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MOU: major opportunity to unite: Trade unions seek clarity

Published:Sunday | January 3, 2010 | 1:00 AM

Gary Spaulding, Senior Gleaner Writer

With the Government and trade union leaders slated to begin talks on a new memorandum of understanding (MOU4), there are questions marks about whether any new deal will be hammered out.

In fact, trade union leaders appear divided on whether MOU3, signed just under two years ago, is dead or alive.

However, all the union leaders appear to agree that the Government must change its attitude to the public-sector workforce ahead of the signing of a new labour agreement.

President of the National Workers' Union, Vincent Morrison, argued that Prime Minister Bruce Golding put the final nail in the coffin of MOU3 with his announcement of a two-year wage freeze a fortnight ago before speaking with the unions

"MOU3 has lost its shine, it has definitely lost its validity," declared Morrison. "When the Government can announce a wage freeze without consultation with the partners, it doesn't make sense," Morrison told The Sunday Gleaner.

However, he harbours hope that life can be pumped back into MOU3.

"We believe that it is an important document; it can be resurrected if the Government has the will," Morrison stated. "The Government has a choice - they need to decide if they want the document or not."

However, Wayne Jones, president of the Jamaica Civil Service Association and Kavan Gayle, president general of the Bustamante Industrial Trade Union, contend that MOU3 is alive.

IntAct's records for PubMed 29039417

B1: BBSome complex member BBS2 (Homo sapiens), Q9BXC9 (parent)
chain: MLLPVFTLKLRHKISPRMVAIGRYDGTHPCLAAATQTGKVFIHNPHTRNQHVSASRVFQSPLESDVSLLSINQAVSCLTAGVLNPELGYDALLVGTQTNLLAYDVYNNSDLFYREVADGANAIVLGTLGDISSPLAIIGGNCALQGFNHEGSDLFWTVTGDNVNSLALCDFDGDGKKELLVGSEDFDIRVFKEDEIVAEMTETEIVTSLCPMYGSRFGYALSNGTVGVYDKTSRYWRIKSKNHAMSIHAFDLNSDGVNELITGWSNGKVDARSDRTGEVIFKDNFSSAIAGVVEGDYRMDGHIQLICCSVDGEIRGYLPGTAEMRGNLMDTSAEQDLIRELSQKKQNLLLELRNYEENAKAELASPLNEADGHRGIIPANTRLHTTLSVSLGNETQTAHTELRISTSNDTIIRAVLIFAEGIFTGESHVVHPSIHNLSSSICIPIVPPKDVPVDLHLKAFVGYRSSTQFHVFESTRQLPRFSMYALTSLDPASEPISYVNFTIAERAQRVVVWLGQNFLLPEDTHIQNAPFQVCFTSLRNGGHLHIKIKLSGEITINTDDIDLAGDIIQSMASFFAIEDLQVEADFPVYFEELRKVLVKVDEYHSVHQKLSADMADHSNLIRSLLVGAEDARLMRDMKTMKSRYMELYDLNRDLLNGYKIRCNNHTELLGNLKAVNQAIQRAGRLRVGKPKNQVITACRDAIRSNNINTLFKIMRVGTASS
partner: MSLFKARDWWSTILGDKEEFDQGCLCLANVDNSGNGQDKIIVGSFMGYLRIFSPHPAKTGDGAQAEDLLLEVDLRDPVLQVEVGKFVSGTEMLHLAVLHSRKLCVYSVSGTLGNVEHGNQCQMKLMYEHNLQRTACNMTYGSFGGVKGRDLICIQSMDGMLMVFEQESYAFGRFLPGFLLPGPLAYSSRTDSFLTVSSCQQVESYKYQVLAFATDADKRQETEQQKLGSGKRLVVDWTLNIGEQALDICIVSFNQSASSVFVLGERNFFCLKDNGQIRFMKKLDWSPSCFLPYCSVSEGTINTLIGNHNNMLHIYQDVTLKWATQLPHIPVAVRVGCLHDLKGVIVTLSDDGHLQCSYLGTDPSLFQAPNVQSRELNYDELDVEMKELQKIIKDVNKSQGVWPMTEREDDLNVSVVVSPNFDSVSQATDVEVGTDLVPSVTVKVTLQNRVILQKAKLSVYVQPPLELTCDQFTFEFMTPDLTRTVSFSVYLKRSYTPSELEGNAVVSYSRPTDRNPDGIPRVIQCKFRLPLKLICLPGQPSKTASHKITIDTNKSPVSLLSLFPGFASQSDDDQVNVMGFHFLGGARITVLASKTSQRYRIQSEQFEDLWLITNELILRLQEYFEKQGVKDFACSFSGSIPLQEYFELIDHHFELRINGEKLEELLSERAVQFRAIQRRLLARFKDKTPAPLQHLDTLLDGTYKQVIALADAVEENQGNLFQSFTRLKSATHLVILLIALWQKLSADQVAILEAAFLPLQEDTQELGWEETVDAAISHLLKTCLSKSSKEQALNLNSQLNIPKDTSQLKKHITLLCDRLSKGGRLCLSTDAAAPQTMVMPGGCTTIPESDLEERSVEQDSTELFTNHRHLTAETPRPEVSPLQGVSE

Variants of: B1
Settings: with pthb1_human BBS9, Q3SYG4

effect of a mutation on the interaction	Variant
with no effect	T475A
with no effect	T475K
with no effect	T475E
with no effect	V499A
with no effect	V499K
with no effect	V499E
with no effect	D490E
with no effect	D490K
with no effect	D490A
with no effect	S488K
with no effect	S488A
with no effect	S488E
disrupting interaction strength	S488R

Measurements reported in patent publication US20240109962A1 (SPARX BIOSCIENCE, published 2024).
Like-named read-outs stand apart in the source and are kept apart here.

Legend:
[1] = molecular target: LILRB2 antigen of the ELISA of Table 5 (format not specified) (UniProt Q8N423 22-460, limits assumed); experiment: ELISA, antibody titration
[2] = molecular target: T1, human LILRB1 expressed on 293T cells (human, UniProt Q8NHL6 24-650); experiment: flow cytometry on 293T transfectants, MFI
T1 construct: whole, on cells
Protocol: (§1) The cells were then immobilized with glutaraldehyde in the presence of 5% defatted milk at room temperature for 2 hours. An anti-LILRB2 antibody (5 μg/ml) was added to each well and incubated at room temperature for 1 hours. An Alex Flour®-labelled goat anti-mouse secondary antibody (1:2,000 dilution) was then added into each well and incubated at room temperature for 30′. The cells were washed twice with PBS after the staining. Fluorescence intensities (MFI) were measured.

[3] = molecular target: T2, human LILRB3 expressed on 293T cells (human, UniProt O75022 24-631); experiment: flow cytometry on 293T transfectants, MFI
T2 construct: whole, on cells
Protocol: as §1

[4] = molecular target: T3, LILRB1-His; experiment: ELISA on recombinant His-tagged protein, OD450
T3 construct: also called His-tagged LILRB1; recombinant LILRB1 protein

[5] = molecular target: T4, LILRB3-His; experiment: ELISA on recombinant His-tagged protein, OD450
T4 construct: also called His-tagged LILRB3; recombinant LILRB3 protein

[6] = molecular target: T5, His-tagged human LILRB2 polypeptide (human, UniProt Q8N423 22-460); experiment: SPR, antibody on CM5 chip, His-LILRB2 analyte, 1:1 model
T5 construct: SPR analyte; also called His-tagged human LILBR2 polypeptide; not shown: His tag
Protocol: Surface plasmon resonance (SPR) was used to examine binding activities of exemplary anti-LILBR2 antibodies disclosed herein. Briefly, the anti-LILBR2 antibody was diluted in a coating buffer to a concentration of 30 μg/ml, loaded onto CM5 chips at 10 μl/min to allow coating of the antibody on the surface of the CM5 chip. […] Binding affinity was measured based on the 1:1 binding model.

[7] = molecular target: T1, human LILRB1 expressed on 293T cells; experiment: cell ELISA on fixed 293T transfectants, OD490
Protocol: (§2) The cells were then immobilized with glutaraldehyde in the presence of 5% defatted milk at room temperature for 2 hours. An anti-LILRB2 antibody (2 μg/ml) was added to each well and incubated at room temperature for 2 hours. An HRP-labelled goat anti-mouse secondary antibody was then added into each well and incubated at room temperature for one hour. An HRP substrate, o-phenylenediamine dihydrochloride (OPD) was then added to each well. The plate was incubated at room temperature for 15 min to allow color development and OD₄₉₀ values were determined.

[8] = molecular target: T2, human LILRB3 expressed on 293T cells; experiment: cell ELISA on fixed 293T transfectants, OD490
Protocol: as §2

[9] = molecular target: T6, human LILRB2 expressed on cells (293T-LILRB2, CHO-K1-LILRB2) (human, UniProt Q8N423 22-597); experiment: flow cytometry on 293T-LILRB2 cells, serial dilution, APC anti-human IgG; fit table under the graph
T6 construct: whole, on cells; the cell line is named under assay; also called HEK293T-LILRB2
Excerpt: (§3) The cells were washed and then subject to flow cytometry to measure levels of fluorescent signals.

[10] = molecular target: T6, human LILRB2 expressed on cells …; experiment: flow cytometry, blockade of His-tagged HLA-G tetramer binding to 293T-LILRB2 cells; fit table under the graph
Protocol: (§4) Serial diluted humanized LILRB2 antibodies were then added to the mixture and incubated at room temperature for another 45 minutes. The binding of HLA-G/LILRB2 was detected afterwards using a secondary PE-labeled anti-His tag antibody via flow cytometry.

fringe benefits

"MOU3 is a collective labour agreement. The unions must have that, no matter by what name it is called," asserted Jones.

According to Jones, MOU3 is a process that goes beyond the realm of salary and fringe-benefits issues.

He cited other important facets to MOU3 which would continue beyond the lifespan of the agreement.

These include skills-training programmes; tertiary-education assistance programmes; tidying up of the appointment process in the public sector; cross training between the private and public sectors; reform of the pensions-administration system; and, review of the staff orders.

"It is definitely not dead," Jones asserted.

Gayle agreed: "It is far from dead, but there are some concerns that must be addressed before we can proceed," he said.

These include Golding's pronouncement in Parliament two weeks ago that public-sector workers would be stuck with a wage freeze.

According to the trade union leaders, the Golding administration seems hell-bent on terminating the agreement prematurely.

wage freeze

According to Morrison, the trade unions have been left out of the loop by the administration.

Gayle suggested that in going forward, the prime minister must address the sore issue of the planned wage freeze. "I think it is premature to make the announcement before talking to the unions."

Gayle stressed that the Govern-ment needed to state in clear terms what it was attempting to achieve.

He complained that in one breath the Government spoke about cutting the public sector, and in the next, it referred to a wage freeze.

"What is it that they really want?" Gayle queried.